1981days since
Cringeworthy of Month Results

cringeworthy - defined

cringeworthy, defined

As words go, cringeworthy is relatively new and we have the Brits to thank for it.  Below are the official definitions and time line from the Oxford English Dictionary of cringeworthy and its cousins.

Oxford English Dictionary


cringeworthy, colloq. (orig. Brit.)

Causing (or liable to cause) one to cringe with acute embarrassment, awkwardness, disgust, etc.; freq. designating or relating to an artistic production or performance which exhibits embarrassing incompetence, pretension, or sentimentality.

1972 Beano 1 Apr. 10 ‘This is our new little chum Cuthbert Cringeworthy.’ ‘Greetings, ugly pupils!’] 1990 Independent 30 Mar. 14/6 He makes a virtue of using rhyming couplets by occasionally turning the device into a joke itself with cringeworthy rhymes{em}‘I know I must do what I'm told / Fathers know better because they're old.’ 1995 Alternative Press May 97/1 Most Caucasians who play ‘soul’ music make cringeworthy spectacles of themselves, especially Brits. 2001 Sugar Feb. 13 Got a cringeworthy memory that still makes you blush when you think about it? Don't worry, 'cause you're not alone.

cringemakingly, Brit. colloq.

[< CRINGE-MAKING a. + -LY2.] 

    Such as to make one cringe; so intensely embarrassing, shameful, sentimental, etc., that one might cringe.










1996
1984
2002
 _1100_ _1200_ _1300_ _1400_ _1500_ _1600_ _1700_ _1800_ _1900_ _2000_ _2100_

cringe* * * * * *

[Cringe (crintch), first found in 16th c., appears to be a phonetic modification (with ordinary Eng. change of eng, enge, to ing, inge, as in hinge, singe, wing: see CLINK v.2) of an earlier crenge, found with variant crenche early in 13th c. Crenge, crenche, represent OE. *cr{ehook}ncgean, *cr{ehook}ncean (:{em}*krangjan, *krankjan), causal deriv. of the strong verb found in OE. with the double form cringan, crincan to draw oneself together spasmodically, to contract or shrink together into a bent or crooked position: see CRANK n.1 Primarily then crengen, crenchen was transitive, but already in 13th c. we find ‘cringe with the neck’.]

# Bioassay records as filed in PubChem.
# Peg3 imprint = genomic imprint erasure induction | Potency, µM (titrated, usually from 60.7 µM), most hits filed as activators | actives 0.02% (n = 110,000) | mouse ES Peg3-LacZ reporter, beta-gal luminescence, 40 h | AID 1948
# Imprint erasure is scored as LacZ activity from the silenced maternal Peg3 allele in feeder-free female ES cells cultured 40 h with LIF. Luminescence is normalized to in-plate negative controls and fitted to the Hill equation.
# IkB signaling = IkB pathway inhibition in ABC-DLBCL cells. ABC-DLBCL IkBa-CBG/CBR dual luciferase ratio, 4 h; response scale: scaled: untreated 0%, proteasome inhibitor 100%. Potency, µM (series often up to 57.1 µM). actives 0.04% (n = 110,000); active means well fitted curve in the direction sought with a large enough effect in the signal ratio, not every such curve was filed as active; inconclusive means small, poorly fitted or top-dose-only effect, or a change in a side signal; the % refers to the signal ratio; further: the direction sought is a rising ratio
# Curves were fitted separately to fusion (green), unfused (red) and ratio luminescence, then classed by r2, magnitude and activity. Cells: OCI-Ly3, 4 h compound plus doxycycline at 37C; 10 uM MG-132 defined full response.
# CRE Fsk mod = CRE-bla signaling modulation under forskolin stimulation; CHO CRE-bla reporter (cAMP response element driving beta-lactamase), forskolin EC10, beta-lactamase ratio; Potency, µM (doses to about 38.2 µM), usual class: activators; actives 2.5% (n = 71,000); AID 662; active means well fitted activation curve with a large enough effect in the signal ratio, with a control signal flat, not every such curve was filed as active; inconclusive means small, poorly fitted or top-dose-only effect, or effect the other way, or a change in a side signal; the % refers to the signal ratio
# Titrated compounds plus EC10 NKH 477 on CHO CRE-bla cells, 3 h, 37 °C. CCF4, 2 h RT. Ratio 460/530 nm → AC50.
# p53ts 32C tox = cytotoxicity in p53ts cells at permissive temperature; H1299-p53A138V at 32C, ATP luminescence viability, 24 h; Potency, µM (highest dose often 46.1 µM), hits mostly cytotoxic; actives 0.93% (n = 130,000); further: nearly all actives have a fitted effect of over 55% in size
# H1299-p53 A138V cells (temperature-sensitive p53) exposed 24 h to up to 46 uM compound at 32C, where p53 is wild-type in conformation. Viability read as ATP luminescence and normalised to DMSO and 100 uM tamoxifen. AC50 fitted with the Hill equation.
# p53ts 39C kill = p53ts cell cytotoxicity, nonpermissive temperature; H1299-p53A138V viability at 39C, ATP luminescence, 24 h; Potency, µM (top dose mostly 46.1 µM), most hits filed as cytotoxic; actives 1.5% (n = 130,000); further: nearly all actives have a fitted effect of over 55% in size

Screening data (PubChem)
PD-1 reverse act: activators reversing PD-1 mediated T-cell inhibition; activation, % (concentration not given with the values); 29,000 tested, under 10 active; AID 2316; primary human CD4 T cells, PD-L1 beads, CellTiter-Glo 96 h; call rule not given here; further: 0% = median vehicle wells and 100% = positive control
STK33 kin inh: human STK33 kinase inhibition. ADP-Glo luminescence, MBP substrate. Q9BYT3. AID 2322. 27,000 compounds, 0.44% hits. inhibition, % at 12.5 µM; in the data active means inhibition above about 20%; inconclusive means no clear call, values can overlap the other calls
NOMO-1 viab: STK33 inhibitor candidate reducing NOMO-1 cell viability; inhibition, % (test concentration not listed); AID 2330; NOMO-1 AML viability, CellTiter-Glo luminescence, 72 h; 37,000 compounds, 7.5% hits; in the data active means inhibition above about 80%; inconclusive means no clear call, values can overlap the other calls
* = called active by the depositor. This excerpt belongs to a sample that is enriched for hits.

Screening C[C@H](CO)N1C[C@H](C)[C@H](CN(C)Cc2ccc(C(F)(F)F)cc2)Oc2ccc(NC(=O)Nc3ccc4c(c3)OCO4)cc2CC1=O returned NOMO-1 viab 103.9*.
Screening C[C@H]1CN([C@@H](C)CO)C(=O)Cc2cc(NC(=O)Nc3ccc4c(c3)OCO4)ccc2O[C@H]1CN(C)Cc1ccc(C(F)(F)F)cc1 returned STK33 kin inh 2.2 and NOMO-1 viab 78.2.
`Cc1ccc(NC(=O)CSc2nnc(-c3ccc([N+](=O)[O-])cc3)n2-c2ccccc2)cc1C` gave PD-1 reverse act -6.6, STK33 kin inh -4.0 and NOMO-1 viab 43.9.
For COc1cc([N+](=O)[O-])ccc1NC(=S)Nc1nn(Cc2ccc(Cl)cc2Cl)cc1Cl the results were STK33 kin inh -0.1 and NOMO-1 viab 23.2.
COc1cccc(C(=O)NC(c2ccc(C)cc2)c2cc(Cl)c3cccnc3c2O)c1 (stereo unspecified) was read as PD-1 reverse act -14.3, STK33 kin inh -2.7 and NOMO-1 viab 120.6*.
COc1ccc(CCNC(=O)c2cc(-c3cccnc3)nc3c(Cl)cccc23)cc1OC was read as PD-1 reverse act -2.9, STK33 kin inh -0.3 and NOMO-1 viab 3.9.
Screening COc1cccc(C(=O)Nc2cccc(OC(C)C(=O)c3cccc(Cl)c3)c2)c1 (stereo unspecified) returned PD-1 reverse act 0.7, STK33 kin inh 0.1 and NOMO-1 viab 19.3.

{dag}1. trans. To compress, draw together, or draw in (any part of the body) as in shrinking from pain or danger; to contract, distort (the neck, face, etc.). Obs.






1598 c1630
1606




 _1100_ _1200_ _1300_ _1400_ _1500_ _1600_ _1700_ _1800_ _1900_ _2000_ _2100_

    2. intr.    a. To draw in or contract the muscles of the body involuntarily; to shrink.    b. To shrink in or away (as with fear); to cower.



a1225
a1455 1597 1684 c1750
1719
1861
1847


 _1100_ _1200_ _1300_ _1400_ _1500_ _1600_ _1700_ _1800_ _1900_ _2000_ _2100_

    3. intr. To bend the body timorously or servilely; to cower. Often applied derisively or depreciatively to bowing, with the implication of attendant servility or cowardice. Const. to (a person).






1575-
97
c1680
1647
1621-
51

1853

 _1100_ _1200_ _1300_ _1400_ _1500_ _1600_ _1700_ _1800_ _1900_ _2000_ _2100_

    4. fig. To behave obsequiously or with mean submissiveness; to show base or servile deference.







1660-
72
c1620

1855

 _1100_ _1200_ _1300_ _1400_ _1500_ _1600_ _1700_ _1800_ _1900_ _2000_ _2100_

    5. trans.    {dag}a. To bow deferentially to (a person).    b. To bow a person in or out with cringes.







1660
1609

1822

 _1100_ _1200_ _1300_ _1400_ _1500_ _1600_ _1700_ _1800_ _1900_ _2000_ _2100_

DRAFT ADDITIONS MARCH 2002

    cringe, v.

  * intr. fig. To experience an involuntary inward shiver of embarrassment, awkwardness, disgust, etc.; to wince or shrink inwardly; (hence) to feel extremely embarrassed or uncomfortable. Freq. with at.









1868 1993
1974
1961
1918

 _1100_ _1200_ _1300_ _1400_ _1500_ _1600_ _1700_ _1800_ _1900_ _2000_ _2100_
Comments